Although young Koreans have a reputation for favoring Western artists, MZ collectors also buy emerging Korean artists more frequently, mainly due to their low budgets and partly for pragmatic reasons such as shipping costs, international bank transfers and inexperience in purchasing expensive works from international galleries. The survey reveals that 46.3% of MZ collectors have recently purchased works by emerging Korean artists, compared to only 22.7% of XB collectors. In addition, they appreciate artists who share their sensibilities, their references and sometimes their social backgrounds. Drawing on nostalgia for MZ in a time of rapid urban change, multimedia artist Heejoon Lee, who found Korean streetscapes radically altered upon returning from school in the UK. Her work, which deals with moving memory, combines photography with geometric abstraction.

Installation view of Haneyl Choi’s Way at Gallery 2, Seoul. Courtesy of Gallery 2

Growing opportunities for young artists

Other emerging or mid-career artists cited as desirable by MZ collectors include Sangho Noh, who incorporates mixed media and bold color paintings with fashion brands, and graphic designer Kwangsoo Park, who has collaborated with Hyukoh group. Both are now represented by well-established South Korean commercial galleries: Noh by Arario and Park by Hakgoje. These artists initially lacked support from museums and major galleries due to their age, and mid-range galleries fled due to their low prices and more experimental works. However, five to six years ago, more MZ gallery owners began to open up friendlier spaces to emerging artists, and since the boom of 2020, the expanding circles of MZ collectors have begun to organize events and shows for young artists, often supported by KAMS.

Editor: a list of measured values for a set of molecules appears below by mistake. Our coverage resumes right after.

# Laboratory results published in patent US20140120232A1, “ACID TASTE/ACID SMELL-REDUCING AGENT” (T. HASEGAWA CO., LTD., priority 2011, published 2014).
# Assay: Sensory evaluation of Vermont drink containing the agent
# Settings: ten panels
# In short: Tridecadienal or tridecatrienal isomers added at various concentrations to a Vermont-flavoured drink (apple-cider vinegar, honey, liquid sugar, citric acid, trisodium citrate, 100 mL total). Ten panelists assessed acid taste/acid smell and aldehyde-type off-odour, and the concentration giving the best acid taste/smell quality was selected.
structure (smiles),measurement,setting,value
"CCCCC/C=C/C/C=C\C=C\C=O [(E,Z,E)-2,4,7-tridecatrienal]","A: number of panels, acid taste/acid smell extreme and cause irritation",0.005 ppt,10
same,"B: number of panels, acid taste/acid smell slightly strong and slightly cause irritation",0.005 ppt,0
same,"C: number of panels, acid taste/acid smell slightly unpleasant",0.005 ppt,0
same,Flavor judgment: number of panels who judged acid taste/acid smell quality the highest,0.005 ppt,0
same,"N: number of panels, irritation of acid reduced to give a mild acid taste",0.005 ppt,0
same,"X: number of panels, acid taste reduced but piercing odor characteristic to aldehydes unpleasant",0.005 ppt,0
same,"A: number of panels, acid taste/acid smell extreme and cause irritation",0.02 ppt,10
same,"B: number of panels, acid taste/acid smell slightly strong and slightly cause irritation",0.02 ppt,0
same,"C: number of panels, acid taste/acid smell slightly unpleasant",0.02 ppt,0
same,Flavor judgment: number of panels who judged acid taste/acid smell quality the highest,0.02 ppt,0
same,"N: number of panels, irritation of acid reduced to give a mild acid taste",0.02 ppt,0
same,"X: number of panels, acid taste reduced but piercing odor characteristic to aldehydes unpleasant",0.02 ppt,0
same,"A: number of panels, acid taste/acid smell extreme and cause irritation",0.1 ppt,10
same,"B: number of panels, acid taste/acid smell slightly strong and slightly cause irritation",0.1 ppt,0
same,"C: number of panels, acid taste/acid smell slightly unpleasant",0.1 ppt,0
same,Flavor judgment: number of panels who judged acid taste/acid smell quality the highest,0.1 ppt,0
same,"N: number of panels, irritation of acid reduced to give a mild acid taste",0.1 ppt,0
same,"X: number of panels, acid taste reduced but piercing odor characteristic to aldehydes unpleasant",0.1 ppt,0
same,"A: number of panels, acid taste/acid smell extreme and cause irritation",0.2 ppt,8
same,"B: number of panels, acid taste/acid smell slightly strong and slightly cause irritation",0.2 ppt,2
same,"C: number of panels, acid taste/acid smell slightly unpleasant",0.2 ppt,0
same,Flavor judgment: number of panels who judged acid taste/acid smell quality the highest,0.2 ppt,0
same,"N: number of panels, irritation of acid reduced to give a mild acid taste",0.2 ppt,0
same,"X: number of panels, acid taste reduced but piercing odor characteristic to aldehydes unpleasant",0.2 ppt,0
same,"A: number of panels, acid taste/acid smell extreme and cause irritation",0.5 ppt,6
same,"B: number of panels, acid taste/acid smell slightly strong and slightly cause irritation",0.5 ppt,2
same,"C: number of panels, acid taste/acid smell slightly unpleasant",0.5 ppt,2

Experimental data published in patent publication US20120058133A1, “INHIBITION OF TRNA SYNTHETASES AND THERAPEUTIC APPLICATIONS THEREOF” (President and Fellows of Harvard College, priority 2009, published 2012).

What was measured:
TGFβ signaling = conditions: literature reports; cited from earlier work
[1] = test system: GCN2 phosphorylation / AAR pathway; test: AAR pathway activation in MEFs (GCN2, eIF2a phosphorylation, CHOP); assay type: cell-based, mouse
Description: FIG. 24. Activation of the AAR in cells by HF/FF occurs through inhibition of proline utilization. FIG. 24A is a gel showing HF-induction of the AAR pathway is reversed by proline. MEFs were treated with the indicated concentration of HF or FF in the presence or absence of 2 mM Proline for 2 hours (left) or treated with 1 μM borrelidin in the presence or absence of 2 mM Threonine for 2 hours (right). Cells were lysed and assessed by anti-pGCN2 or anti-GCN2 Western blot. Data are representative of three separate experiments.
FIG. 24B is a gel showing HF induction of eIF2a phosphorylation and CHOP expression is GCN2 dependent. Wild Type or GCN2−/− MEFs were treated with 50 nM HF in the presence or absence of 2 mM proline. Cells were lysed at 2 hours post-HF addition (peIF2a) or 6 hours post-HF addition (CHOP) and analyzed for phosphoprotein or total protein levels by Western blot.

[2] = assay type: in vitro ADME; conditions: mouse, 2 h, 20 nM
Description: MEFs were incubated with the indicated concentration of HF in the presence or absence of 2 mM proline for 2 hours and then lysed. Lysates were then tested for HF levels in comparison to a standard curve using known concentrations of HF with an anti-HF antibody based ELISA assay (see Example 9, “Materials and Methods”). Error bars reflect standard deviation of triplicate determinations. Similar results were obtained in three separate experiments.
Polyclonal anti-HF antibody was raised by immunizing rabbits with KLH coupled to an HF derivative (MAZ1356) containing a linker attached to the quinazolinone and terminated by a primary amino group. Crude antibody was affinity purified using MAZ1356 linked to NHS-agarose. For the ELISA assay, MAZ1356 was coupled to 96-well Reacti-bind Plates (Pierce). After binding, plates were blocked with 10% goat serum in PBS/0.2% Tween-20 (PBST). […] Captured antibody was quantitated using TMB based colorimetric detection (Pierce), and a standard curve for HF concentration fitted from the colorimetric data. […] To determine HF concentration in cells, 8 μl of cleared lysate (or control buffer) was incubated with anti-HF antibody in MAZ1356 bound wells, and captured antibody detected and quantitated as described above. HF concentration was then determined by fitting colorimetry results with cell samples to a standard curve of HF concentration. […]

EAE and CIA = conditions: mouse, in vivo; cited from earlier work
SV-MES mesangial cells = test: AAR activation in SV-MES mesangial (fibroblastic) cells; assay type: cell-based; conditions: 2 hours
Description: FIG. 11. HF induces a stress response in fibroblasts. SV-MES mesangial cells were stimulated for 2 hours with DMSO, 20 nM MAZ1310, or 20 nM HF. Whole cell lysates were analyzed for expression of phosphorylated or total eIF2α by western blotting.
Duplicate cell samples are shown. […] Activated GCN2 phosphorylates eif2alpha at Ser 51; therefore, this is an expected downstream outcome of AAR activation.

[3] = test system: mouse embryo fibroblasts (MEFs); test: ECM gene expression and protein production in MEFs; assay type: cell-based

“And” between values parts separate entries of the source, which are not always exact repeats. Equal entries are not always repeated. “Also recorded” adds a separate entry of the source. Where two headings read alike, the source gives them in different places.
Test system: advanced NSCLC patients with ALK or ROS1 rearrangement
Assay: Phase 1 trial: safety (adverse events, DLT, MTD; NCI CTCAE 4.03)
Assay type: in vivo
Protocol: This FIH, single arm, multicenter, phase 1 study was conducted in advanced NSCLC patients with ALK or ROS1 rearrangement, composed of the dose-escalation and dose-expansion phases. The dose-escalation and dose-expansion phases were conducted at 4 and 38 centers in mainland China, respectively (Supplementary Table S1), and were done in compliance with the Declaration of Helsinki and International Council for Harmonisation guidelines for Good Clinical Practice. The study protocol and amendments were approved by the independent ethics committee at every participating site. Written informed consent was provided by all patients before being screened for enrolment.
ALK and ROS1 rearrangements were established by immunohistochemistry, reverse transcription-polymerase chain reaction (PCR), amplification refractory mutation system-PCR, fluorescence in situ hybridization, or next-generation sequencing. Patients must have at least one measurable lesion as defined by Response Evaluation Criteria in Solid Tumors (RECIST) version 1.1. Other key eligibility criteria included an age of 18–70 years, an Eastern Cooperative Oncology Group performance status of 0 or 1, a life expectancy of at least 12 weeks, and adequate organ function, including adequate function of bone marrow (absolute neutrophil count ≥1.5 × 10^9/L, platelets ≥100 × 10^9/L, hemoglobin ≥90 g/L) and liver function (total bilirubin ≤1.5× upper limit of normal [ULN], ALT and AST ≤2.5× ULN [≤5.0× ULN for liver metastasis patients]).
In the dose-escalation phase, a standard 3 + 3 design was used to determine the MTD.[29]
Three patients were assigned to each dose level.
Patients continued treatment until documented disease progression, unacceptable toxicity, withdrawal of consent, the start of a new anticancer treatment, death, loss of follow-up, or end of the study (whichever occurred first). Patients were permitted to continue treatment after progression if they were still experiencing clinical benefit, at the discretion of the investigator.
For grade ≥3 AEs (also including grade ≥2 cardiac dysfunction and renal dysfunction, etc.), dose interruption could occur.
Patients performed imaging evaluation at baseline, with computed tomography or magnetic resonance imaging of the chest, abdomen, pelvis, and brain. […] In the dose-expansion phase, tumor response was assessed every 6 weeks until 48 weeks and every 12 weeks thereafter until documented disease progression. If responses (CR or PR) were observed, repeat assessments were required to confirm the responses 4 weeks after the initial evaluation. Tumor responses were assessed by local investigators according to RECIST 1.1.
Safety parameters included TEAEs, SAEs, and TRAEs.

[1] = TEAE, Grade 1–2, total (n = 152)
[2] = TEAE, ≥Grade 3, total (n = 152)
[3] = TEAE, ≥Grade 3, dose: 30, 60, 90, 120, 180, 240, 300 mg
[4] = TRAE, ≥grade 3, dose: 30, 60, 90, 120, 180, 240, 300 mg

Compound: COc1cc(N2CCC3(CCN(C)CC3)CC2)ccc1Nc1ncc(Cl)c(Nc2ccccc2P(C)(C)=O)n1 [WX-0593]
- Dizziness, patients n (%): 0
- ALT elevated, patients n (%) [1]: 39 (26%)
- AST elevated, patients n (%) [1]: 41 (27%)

The result is a diverse group of increasingly successful artists, including sculptor Haneyl Choi, whose queering Korean masculinity is currently the subject of two commercial exhibitions at Seoul’s P21 and Gallery2 galleries. And Jonghwan Jang’s paintings, mostly of animal skins, veer into caricatural surrealism. Cartoons and other cartoons also inform the works of Seungcheol Ok, who uses Pop Art imagery to challenge definitions of originality. The survey finds that buying from these artists is sustainable and unlikely to create a bubble, as the Korean galleries they work with are experienced enough to keep prices stable.

Ultimately, MZ collectors still need more education to understand and engage with the social and historical values ​​of art. But the underlying cultural enthusiasm of these smart, quick-learners will lead to greater maturation that only comes with more time and experience. The future is bright.

• Henna Joo is an associate professor at the Graduate School of Arts and Cultural Management, Hongik University and lead author of Analysis of Korean Millennial and Gen Z art collectors. She was previously director of the Arario Gallery.